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What is the main color in SwiftUI?

SwiftUI is Apple’s new user interface framework that was introduced in iOS 13. It provides a declarative way to build user interfaces for Apple platforms using simple, readable code. One of the key features of SwiftUI is its emphasis on color and styling.

The default color

The main default color used in SwiftUI is called “Default.” This refers to the system default tint color that automatically adapts based on the user’s selected appearance (light or dark mode). Here is an overview of the default SwiftUI color:

  • It is a dynamic color that automatically adapts to light or dark mode.
  • The light mode version is blue.
  • The dark mode version is green.
  • It is used for tinting interactive elements like links, highlights, selected rows, etc.
  • Apple refers to it as “accentColor” in their API documentation.

So in summary, the main default color in SwiftUI is simply called “Default” and it dynamically changes to match the system appearance. This allows SwiftUI interfaces to automatically adapt their look and feel based on the user’s theme preferences.

Customizing the default color

While the default SwiftUI color is useful for adaptability, you may want to customize it to match your app’s branding. SwiftUI makes it easy to set a custom default tint color.

There are a couple ways to customize the default tint color in SwiftUI:

  1. Set the accentColor on individual views or containers.
  2. Set the global accentColor on the SwiftUI environment.

For example, to set a custom default red color on just a single view, you would use:


And to set the global app-wide default accent color to green you would use:

struct MyApp: App {
  var body: some Scene {
    WindowGroup {
    .accentColor(.green) // global accent color

This makes it very flexible to either change the color sitewide or just for individual views. Customizing the default SwiftUI color helps make sure your app has its own consistent, branded look.

Using semantic colors

Beyond just the default accent color, SwiftUI also defines a set of semantic color names that have specific meanings:

Semantic Color Description
.primary The primary branding color for your app. By default this is blue in light mode.
.secondary A secondary color for your branding. The default is gray.
.accentColor The color for interactive elements. This dynamically adapts to light/dark mode.
.red A standard red color.
.green A standard green color.
.blue A standard blue color.

These semantic color names let you quickly use common colors that adapt to light and dark modes. And you can override any of the defaults simply by assigning that semantic color name to a different color.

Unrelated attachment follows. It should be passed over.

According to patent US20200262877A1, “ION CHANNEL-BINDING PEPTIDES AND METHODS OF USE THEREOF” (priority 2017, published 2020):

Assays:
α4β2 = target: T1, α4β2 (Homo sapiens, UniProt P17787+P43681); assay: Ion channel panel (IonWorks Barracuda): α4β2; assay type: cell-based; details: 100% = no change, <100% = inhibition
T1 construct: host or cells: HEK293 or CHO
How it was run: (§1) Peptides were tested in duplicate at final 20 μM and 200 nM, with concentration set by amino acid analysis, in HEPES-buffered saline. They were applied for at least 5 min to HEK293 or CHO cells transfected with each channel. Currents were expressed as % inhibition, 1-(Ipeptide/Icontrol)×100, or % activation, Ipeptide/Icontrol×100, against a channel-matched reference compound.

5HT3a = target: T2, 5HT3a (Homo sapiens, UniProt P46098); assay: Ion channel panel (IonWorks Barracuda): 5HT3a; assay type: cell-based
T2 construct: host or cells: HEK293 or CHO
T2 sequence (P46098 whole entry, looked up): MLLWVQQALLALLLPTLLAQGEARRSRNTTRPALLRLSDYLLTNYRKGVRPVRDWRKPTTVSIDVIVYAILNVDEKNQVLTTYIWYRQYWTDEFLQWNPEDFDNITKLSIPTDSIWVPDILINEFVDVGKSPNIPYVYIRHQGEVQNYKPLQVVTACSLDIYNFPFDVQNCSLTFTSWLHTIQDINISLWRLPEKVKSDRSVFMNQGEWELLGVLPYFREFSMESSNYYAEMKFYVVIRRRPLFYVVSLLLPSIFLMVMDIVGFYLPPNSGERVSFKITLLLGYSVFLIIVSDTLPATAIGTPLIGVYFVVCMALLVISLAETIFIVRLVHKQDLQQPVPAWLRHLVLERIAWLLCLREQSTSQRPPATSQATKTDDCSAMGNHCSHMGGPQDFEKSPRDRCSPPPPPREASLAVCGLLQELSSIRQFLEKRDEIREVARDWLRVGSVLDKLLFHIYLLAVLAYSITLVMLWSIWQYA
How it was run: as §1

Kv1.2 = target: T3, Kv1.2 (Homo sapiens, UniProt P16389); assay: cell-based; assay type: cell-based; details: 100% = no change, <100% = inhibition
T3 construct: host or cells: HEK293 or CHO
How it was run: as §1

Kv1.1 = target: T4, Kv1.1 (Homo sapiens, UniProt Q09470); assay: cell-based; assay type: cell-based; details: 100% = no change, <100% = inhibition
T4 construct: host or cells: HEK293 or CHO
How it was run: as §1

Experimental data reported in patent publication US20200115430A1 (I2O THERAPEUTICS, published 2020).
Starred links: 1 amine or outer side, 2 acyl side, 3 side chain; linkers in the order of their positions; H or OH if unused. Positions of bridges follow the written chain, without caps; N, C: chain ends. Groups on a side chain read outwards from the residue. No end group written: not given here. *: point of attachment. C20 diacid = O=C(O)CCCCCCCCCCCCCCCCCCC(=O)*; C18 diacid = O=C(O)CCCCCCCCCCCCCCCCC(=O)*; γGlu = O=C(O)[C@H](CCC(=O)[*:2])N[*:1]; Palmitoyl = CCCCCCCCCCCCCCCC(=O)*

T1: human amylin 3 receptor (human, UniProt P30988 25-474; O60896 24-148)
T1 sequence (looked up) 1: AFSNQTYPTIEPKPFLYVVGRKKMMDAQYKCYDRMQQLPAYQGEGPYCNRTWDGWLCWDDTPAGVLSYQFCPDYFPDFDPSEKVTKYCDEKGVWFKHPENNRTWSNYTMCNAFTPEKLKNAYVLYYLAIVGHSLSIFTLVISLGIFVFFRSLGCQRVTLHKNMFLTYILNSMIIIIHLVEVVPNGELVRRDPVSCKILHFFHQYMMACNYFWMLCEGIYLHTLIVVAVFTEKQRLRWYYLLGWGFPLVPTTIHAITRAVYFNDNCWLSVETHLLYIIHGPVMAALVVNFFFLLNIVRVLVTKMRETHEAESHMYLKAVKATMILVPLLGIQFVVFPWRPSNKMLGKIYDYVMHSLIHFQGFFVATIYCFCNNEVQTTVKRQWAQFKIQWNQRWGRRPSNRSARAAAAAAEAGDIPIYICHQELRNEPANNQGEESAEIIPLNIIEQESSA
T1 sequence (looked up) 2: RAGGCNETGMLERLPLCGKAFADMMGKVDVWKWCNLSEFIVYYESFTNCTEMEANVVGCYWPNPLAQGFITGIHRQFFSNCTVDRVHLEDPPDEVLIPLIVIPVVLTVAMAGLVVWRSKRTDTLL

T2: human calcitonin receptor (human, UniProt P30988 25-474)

For example, to use a custom primary color instead of the default blue:


struct MyApp: App {
  var body: some Scene {
    WindowGroup {

The semantic colors provide an easy way to tap into common meanings like “brand color” or “accent color” without needing to hardcode specific colors each time.

Dynamic colors

One of the most powerful features of SwiftUI’s coloring system is that the colors automatically adapt based on external factors like light/dark mode, accessibility settings, etc. This is done through the use of dynamic colors.

For example, here is how to define a custom color that dynamically changes based on the current appearance:

let myColor = Color {
  switch UITraitCollection.current.userInterfaceStyle {
    case .dark: 
      return .blue
      return .red 

Now any view that uses this myColor will automatically change between red and blue based on dark mode. This makes it easy to have different versions of colors without having to manually check the theme everywhere.

Some other ways to leverage dynamic colors in SwiftUI include:

  • Using the default .accentColor which adapts to light/dark mode.
  • Using the boolean environment values like .colorScheme to conditionally choose colors.
  • Adapting foreground/background colors based on accessibility settings like increased contrast.

Overall, dynamic colors help make sure your SwiftUI app looks great in all settings while minimizing repetitive code for handling different contexts. The system automatically does the heavy lifting.


SwiftUI provides a robust, flexible system for working with color in your app’s interface. Some key highlights include:

  • The default accent color that dynamically adapts to light or dark mode.
  • Semantic colors like .primary and .accentColor that have specific meanings.
  • Setting custom global or view-specific default colors.
  • Dynamic colors that automatically change based on external factors.

By combining these capabilities, you can build a consistently branded, adaptive interface that looks great in any context. And SwiftUI handles much of the complexity behind the scenes to make working with color simple and declarative.